Although smoke inhalation injury victims frequently develop severe hypoxemia and are at increased risk of acute respiratory distress syndrome (ARDS), no early prognostic tests are currently available. The objectives were to determine early longitudinal changes in tracheobronchial fluid inflammatory markers and assess the value of initial concentrations as predictors of subsequent lung injury. Partial pressure of arterial oxygen (Pao2) and the fraction of inspired oxygen (Fio2) were recorded approximately every 6 hours from intubated smoke inhalation victims admitted to a regional burn center. Tracheobronchial suction fluid was collected every 2 hours and assayed for interleukins (IL-1β, -8, and -10), tumor necrosis factor-α, transforming growth factor-β1, soluble Fas ligand (sFasL), and complement factor 5a. Temporal trends in marker concentrations during 36 hours and the relations between initial concentrations and lowest Pao2/Fio2 or ARDS within 72 hours were assessed using random coefficients modeling and cross-sectional analysis. In 21 subjects with tracheobronchial samples collected within 6.5 hours of intubation, 14 (66.7%) developed acute hypoxemia (Pao2/Fio2 ≤200) within 72 hours of exposure and nine (42.9%) developed ARDS, as defined by the American-European consensus conference on ARDS. IL-8 increased sharply in the first 6.5 hours postexposure (P < .001), and IL-1β in the first 6.1 hours (P < .001). No significant temporal trends in IL-10, tumor necrosis factor-α, transforming growth factor-β1, sFasL, or complement factor 5a were found. Only initial IL-8 was associated with increased Pao2/Fio2 (P = .013) and with a minimum Pao2/Fio2 >200 (P = .042) during 72 hours. In smoke inhalation victims, tracheobronchial IL-1β and IL-8 increase rapidly and high initial IL-8 may predict improved oxygenation.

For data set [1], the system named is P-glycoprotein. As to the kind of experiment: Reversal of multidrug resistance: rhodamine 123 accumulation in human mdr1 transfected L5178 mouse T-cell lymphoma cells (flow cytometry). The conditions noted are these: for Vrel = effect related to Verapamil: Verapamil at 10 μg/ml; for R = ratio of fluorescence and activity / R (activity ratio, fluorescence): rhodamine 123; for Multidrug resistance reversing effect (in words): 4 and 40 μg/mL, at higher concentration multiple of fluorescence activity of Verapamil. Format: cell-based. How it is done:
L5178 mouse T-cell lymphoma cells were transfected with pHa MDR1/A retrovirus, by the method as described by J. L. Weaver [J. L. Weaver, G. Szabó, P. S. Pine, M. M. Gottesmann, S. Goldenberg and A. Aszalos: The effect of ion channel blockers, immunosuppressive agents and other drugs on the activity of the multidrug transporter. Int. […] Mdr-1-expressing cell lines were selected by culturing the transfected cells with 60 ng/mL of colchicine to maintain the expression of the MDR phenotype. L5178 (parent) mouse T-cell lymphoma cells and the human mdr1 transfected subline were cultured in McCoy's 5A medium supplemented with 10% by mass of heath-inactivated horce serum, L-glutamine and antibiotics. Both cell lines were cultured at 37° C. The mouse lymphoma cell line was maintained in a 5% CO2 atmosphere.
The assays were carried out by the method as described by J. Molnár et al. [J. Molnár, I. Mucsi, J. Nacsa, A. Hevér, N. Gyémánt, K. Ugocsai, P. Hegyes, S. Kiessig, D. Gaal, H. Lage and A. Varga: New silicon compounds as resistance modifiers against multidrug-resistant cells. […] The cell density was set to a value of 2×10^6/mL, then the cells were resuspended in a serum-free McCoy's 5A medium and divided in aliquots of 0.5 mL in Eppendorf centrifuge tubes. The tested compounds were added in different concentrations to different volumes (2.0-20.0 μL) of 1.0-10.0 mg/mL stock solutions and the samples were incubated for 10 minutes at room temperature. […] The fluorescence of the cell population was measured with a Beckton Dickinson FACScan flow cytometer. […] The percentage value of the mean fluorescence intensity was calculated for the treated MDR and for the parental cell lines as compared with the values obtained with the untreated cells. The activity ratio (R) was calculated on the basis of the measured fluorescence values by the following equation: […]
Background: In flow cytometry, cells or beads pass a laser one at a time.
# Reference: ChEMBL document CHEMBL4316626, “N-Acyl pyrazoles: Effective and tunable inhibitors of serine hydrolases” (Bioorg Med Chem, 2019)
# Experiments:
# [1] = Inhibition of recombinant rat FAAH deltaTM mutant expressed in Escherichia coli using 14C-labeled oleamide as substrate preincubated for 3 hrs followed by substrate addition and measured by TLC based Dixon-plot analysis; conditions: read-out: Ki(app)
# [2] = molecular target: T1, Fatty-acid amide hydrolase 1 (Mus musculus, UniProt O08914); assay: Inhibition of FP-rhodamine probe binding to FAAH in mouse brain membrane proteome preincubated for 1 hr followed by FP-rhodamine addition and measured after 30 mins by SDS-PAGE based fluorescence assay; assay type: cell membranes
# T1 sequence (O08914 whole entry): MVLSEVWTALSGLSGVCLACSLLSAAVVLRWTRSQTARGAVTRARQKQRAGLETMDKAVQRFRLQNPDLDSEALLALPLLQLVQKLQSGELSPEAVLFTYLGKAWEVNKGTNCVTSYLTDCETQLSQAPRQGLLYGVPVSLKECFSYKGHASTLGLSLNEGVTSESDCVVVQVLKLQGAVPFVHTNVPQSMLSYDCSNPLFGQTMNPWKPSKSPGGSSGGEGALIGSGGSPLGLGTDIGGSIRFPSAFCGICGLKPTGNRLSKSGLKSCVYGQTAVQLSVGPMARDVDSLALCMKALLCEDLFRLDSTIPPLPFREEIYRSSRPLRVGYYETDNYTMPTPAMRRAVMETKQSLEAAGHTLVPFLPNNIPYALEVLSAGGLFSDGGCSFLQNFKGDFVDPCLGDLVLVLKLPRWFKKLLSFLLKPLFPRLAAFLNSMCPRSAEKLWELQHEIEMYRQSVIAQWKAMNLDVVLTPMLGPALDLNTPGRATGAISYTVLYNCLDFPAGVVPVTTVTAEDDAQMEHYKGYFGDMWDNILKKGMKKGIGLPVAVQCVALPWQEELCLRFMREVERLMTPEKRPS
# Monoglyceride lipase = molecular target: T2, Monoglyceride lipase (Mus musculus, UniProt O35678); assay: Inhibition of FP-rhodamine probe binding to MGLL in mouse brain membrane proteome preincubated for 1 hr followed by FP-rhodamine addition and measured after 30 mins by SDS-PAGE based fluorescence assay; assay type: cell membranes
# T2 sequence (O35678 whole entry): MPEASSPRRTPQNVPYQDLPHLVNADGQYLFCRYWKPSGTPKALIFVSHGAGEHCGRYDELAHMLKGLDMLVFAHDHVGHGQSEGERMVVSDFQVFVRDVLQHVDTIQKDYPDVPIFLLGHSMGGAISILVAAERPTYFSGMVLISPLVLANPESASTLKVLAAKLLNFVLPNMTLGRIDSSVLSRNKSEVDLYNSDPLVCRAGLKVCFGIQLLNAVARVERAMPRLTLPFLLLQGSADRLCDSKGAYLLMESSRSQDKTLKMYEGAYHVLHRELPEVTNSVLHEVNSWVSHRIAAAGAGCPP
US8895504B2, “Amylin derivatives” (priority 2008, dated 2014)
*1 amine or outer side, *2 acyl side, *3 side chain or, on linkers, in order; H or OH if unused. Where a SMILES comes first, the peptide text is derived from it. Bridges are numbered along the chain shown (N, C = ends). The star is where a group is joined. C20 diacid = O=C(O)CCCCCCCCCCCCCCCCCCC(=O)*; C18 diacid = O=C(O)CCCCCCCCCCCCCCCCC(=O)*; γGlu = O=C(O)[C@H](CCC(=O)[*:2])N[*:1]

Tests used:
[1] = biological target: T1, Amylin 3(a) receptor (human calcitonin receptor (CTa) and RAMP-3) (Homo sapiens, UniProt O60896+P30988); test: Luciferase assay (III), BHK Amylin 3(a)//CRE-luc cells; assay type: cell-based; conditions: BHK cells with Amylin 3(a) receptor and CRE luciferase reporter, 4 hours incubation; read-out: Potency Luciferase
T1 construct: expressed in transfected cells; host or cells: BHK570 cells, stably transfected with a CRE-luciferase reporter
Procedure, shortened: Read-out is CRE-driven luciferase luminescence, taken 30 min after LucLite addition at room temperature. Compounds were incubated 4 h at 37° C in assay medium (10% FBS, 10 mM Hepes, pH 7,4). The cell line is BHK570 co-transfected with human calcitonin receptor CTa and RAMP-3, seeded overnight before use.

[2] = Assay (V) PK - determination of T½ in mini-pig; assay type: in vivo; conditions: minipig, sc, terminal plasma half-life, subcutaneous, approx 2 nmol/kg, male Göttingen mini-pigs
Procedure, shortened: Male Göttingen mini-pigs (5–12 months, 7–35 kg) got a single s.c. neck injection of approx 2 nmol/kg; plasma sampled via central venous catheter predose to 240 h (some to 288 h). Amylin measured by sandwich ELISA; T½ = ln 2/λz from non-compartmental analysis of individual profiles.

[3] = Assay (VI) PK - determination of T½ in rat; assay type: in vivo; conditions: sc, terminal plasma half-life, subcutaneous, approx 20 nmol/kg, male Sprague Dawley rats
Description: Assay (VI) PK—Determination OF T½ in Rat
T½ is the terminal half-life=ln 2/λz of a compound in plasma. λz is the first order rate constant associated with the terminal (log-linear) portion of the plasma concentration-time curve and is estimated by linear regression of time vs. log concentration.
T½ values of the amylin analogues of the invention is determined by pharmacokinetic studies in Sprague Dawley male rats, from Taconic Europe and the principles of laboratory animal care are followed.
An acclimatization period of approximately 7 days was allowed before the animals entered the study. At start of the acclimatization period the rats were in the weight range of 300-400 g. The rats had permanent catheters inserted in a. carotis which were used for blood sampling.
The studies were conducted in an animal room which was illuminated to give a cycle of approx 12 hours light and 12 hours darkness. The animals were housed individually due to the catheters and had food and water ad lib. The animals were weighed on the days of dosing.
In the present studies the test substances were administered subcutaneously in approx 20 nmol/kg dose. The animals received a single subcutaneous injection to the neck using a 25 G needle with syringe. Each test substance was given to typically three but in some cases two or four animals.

ASJC Scopus subject areas
- Emergency Medicine